.gdlr-navigation-wrapper .gdlr-main-menu { font-size: 13px; padding: 0px 10px; margin: 0px; border-left: 1px solid #000; /* Add your desired border color here */ line-height: 1; text-transform: uppercase; font-weight: 700; }

Riverside Blog

Comments are off

Omnis Weekly Market Update – 20th November 2023 

Markets ended the week generally higher amid cooling inflation signals. Tuesday’s better-than-expected monthly inflation report sparked a stock market rally in an otherwise quiet week of trading. As a result of this lower-than-expected inflation reading, we saw a shift in the interest rate outlook – and as a result bond yields fell during the week, meaning that bonds also had a good week (as bond prices move in the opposite direction to yields).


Last week’s performance – major stock markets


S&P 500   2.24%
Nikkei 225   3.12%
CSI 300   -0.51%
Euro Stoxx 50   3.42%
FTSE 100   1.95%



US: Stocks build on gains in strong advance

The S&P 500 Index built on its strong gains over the previous two weeks as the week’s closely watched inflation reports arguably confirmed that what might be bad news for retailer revenues could be good news for interest rates. On Tuesday, the Labor Department reported that its headline consumer price index had remained unchanged in October, driven in part by a sharp drop in energy costs. Core prices (which excludes food and energy) rose 0.2%, bringing the year-over-year increase to 4.0%, the slowest pace in two years. Producer price inflation, reported Wednesday, also surprised on the downside.


Japan: Japan’s economy shrinks more than expected in third quarter

Stock market gains were supported positive news coming out of corporate earnings reports. Investor appetite was also boosted by the latest U.S. inflation data, which showed inflation cooling mire than expected, signalling that the US economy may avoid a recession and raising hopes that interest rates may have peaked. Meanwhile, weak economic data failed to dent investor sentiment. Japan’s third-quarter gross domestic product (GDP) data showed that the economy shrunk by a worse-than-expected 0.5% over the three months. The contraction follows two straight quarters of growth and suggests that Japan’s economic recovery remains fragile.


China: Mixed picture for the Chinese economy

Chinese equities were mixed after official indicators highlighted the fragility of the country’s economy. Official data for October offered a mixed picture of China’s economy. Industrial production and retail sales grew more than forecast last month from a year earlier, while we saw a dip in infrastructure growth and real estate investment. Official readings showed that the housing market’s slump deepened in October. Investment in property development fell 9.3% in the first 10 months of the year.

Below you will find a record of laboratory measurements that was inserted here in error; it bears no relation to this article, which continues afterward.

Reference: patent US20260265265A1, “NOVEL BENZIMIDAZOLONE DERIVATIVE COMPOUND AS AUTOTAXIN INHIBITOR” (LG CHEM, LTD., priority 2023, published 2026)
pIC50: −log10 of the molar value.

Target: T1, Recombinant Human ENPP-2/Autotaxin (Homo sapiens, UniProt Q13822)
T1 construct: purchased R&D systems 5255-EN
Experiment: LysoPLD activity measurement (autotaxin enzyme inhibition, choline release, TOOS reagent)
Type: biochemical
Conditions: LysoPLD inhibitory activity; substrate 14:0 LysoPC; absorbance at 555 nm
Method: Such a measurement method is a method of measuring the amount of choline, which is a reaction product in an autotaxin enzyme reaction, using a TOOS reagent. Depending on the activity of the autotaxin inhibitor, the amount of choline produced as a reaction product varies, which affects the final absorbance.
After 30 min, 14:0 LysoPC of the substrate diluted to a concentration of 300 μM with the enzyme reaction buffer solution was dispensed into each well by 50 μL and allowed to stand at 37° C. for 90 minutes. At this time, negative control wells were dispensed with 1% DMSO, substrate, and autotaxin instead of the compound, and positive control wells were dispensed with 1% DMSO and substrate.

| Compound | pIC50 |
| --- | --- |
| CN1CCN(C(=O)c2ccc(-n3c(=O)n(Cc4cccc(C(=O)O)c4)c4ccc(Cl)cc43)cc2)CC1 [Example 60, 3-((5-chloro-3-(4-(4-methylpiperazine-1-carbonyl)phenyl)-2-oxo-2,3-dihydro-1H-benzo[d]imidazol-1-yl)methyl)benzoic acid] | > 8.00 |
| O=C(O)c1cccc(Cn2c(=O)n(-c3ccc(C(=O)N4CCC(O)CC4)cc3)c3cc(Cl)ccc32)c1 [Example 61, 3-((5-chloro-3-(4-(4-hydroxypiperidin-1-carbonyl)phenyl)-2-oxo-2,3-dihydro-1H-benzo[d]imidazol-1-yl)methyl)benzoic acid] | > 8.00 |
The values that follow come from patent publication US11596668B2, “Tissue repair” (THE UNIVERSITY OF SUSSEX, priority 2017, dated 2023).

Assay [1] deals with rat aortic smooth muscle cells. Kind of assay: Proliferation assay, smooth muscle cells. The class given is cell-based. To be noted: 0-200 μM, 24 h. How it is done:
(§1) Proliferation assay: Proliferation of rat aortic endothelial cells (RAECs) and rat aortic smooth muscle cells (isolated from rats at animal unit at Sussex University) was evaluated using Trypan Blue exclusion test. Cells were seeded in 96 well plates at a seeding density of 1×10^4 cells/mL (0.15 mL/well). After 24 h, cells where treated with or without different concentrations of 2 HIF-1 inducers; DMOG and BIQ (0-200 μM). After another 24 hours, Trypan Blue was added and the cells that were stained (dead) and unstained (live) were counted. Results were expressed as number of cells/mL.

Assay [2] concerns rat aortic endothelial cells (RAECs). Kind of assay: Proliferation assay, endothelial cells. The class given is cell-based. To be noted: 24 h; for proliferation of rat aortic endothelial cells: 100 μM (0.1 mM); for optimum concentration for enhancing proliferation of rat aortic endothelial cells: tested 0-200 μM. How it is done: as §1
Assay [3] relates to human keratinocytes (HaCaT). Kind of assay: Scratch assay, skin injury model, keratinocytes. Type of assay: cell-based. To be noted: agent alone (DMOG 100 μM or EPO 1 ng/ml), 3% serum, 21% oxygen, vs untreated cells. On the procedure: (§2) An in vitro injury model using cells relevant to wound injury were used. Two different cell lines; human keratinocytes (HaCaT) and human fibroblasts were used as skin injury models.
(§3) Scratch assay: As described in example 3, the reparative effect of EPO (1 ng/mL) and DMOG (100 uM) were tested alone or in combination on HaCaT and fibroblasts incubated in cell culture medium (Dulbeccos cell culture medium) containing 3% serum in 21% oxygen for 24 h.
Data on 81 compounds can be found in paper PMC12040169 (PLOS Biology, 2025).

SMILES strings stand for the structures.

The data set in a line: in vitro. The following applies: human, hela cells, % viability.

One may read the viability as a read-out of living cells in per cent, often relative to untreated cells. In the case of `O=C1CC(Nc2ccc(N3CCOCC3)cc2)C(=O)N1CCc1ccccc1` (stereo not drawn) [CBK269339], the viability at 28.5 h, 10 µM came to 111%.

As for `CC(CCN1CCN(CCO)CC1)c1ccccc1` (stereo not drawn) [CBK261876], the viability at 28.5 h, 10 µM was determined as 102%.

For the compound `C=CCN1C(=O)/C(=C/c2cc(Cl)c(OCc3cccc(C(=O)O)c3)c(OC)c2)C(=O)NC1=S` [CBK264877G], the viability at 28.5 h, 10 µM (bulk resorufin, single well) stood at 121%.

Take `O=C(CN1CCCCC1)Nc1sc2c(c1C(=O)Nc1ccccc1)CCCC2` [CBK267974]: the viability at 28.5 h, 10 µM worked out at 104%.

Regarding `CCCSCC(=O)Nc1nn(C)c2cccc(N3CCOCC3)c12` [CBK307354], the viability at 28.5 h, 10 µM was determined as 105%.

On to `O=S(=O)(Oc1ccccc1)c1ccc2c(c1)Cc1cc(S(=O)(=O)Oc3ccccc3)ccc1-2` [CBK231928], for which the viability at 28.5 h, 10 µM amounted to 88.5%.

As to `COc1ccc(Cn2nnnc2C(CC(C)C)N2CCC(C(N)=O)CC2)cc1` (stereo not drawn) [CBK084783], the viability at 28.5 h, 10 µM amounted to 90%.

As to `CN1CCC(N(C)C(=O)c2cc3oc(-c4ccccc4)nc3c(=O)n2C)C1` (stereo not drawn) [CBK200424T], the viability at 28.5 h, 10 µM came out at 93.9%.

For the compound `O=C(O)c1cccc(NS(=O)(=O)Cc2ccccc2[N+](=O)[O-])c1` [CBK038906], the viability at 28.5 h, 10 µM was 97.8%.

Europe: ECB leaders hint rates to stay higher for some time

European stocks ended higher as declining inflationary pressures could mean central banks cut interest rates soon. European government bond yields declined, and bond prices rose, as data indicated that inflationary pressures cooled and that central banks might need to embark on rate cuts next year. European Central Bank (ECB) President Christine Lagarde said at an event that inflation would likely pick up at the start of next year as base effects drop out of the annual comparison. Lagarde hinted, however, that even if inflation accelerates again, another interest rate increase may not be required but suggested that interest rates were likely to stay at current levels for some time.


UK: UK inflation rate falls; pay growth close to record level

Annual consumer price inflation in the UK slowed more than expected to 4.6% in October from 6.7% in September, prompting investors to believe that interest rate cuts are likely to come next year. Core inflation, which excludes food and energy, and services inflation also decelerated. Before the data were released, Bank of England Chief Economist Huw Pill said that an expected drop in inflation would still leave it “much too high” relative to the 2% target. On the flip side, the UK labour market is still facing inflationary pressures. Wages, including bonuses, rose 7.7% in the three months through September compared with 7.9% in the previous period. And the Office for National Statistics estimated that unemployment was unchanged at 4.2% in the three months through October. The Bank of England will want to see these areas ease to confirm that inflation is in fact coming back under control.